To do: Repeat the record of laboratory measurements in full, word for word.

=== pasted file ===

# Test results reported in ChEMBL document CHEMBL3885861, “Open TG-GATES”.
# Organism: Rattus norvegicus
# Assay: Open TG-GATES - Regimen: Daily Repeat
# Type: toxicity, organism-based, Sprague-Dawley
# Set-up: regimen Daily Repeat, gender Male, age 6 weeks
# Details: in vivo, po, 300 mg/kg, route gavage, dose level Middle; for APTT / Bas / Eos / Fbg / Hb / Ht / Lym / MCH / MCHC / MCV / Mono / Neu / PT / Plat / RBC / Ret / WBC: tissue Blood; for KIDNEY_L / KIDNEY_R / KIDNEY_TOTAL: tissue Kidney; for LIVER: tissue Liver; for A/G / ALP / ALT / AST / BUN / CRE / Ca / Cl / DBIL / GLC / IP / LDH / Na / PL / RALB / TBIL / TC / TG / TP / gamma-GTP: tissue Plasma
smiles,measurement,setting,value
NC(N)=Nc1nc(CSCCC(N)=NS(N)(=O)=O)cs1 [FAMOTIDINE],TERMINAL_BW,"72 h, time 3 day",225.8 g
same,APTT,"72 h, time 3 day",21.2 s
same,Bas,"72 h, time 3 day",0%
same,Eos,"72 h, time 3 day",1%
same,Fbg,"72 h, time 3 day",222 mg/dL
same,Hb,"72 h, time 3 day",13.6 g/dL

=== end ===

# Test results reported in ChEMBL document CHEMBL3885861, “Open TG-GATES”.
# Organism: Rattus norvegicus
# Assay: Open TG-GATES - Regimen: Daily Repeat
# Type: toxicity, organism-based, Sprague-Dawley
# Set-up: regimen Daily Repeat, gender Male, age 6 weeks
# Details: in vivo, po, 300 mg/kg, route gavage, dose level Middle; for APTT / Bas / Eos / Fbg / Hb / Ht / Lym / MCH / MCHC / MCV / Mono / Neu / PT / Plat / RBC / Ret / WBC: tissue Blood; for KIDNEY_L / KIDNEY_R / KIDNEY_TOTAL: tissue Kidney; for LIVER: tissue Liver; for A/G / ALP / ALT / AST / BUN / CRE / Ca / Cl / DBIL / GLC / IP / LDH / Na / PL / RALB / TBIL / TC / TG / TP / gamma-GTP: tissue Plasma
smiles,measurement,setting,value
NC(N)=Nc1nc(CSCCC(N)=NS(N)(=O)=O)cs1 [FAMOTIDINE],TERMINAL_BW,"72 h, time 3 day",225.8 g
same,APTT,"72 h, time 3 day",21.2 s
same,Bas,"72 h, time 3 day",0%
same,Eos,"72 h, time 3 day",1%
same,Fbg,"72 h, time 3 day",222 mg/dL
same,Hb,"72 h, time 3 day",13.6 g/dL